Fact-checking Liz Truss at PMQs – BBC

Liz Truss apologised and admitted to having "made mistakes" as she faced MPs at Prime Minister's Questions. It follows weeks of turmoil on the markets after her government's mini-budget and the subsequent U-turns over most of its key measures.
The prime minister defended her record though, making claims about government support on energy bills, the economy and the NHS.
We've examined them.
Ms Truss has used this figure repeatedly since announcing the Energy Price Guarantee, but the duration of this support scheme has now been scaled back meaning the figure is no longer certain.
When it was announced on 8 September, there was a cap on the price of a unit of energy until 2024.
A government press release on this date said: "From 1st October, a new 'Energy Price Guarantee' will mean a typical UK household will now pay up to an average £2,500 a year on their energy bill for the next two years."
But on 17 October, Chancellor Jeremy Hunt said the scheme would be scaled back, to six months (with a review to decide what support to offer after that).
The cap will now only cover prices up to April 2023 and, at the moment, we do not know how much people will be paying per unit of energy after that.
So the government needs a new calculation for typical bills. Until they come up with one, they can't say with any certainty that the typical household won't be paying more than £2,500.
Therese Coffey has announced a plan for patients, with measures on backlogs and waiting times.
But the pandemic didn't create the NHS backlog, it already existed. Covid-19 made it worse.
As of August 2022, the NHS backlog – the number of people waiting for NHS treatment in England – stood at around seven million.
According to the British Medical Association, "demand for hospital treatment was outstripping capacity even before the pandemic".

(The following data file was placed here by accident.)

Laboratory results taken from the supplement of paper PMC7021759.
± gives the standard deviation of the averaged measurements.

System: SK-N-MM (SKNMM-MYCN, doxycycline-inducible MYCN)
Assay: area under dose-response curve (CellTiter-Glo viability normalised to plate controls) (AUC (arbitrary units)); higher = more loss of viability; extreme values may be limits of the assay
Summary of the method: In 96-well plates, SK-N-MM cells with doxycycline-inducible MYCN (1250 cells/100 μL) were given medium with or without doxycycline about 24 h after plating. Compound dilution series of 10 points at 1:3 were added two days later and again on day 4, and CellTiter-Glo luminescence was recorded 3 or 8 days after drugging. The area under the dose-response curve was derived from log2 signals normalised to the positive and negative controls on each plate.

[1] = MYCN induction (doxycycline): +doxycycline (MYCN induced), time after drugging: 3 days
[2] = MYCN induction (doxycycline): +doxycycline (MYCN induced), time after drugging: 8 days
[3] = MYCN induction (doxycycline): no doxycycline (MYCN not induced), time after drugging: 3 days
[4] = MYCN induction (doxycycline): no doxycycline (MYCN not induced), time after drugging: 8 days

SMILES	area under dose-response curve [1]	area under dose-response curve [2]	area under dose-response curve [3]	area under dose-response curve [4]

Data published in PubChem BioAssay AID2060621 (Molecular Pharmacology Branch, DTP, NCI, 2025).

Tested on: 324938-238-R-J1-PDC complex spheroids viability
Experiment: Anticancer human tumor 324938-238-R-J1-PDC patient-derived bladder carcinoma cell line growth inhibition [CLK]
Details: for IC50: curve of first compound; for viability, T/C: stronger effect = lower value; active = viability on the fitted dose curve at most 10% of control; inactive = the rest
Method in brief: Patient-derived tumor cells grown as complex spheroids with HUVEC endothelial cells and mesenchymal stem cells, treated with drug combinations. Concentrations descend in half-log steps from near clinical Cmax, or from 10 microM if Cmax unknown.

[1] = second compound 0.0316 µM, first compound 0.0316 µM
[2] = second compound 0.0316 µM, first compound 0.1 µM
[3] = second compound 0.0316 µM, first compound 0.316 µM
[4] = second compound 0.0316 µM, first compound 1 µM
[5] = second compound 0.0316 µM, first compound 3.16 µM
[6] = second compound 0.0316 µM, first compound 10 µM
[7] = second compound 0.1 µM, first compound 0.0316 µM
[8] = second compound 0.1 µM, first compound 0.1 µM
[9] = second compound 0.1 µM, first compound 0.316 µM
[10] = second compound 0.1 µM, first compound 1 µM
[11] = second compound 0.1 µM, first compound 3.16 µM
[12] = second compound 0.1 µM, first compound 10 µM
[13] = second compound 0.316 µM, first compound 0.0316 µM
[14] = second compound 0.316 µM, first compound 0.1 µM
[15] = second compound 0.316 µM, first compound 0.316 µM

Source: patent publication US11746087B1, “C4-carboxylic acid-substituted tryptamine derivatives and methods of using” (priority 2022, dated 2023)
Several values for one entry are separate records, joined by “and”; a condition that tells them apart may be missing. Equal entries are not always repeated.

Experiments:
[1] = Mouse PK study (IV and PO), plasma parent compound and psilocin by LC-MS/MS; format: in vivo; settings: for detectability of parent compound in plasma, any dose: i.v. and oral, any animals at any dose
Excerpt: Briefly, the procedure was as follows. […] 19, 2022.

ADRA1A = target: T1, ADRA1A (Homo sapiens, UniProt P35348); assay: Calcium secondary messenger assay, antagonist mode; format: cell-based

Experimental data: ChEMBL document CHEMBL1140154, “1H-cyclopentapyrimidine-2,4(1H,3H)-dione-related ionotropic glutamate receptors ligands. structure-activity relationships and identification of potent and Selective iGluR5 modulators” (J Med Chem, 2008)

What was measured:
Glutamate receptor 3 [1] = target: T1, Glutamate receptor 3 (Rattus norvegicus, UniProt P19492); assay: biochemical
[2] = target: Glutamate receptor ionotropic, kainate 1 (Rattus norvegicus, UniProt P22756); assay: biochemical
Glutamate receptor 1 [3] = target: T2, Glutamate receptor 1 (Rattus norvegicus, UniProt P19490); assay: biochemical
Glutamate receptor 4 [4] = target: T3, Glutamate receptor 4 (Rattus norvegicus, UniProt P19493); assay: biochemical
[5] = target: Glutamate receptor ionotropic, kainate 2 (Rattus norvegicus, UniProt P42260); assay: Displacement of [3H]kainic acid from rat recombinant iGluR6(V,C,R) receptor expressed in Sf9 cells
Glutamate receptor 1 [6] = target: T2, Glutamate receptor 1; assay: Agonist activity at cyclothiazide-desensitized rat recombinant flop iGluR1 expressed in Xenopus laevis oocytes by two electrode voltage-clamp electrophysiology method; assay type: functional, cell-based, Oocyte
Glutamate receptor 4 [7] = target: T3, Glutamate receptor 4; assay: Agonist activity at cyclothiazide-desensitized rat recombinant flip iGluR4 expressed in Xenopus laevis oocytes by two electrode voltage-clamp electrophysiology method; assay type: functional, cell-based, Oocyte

Its figures show that just before the pandemic in February 2020, the NHS backlog already stood at 4.43 million people.
NHS rules state that patients needing non-urgent treatment should not wait any longer than 18 weeks to be seen by a healthcare professional.
Prior to the pandemic, figures show that 17% of people were waiting longer than this time, compared with 36% of people in December 2021.
The prime minister said this after being accused by Labour of "crashing the economy" and causing people's monthly mortgage payments to go up by hundreds of pounds.
But she didn't mention the mini-budget.
Interest rates have been rising around the world and there are gloomy forecasts about the world economy from organisations such as the International Monetary Fund.
But her government's mini-budget of 23 September – with its £45bn of unfunded tax cuts – also had a significant impact on the UK.
In a letter on Tuesday, Bank of England deputy governor Jon Cunliffe said: "there has been a particular increase in volatility in UK markets" and pointed out that: "the five largest daily moves in the 30 year inflation-linked gilt, in data that dates back to 2000, have all been since the 23 September".
You can see that in this chart of borrowing costs for G7 countries. It shows the increases in government borrowing costs since 1 September, the spike after the 'fiscal event' or mini-budget and the cost coming back down as measures were reversed.
These borrowing costs have fed into things like higher mortgage rates for homebuyers and had an adverse impact on the pensions sector which forced the Bank of England to step in with a £65bn support scheme.
We've looked in more detail at how far the mini-budget caused the ensuing market chaos in this piece.
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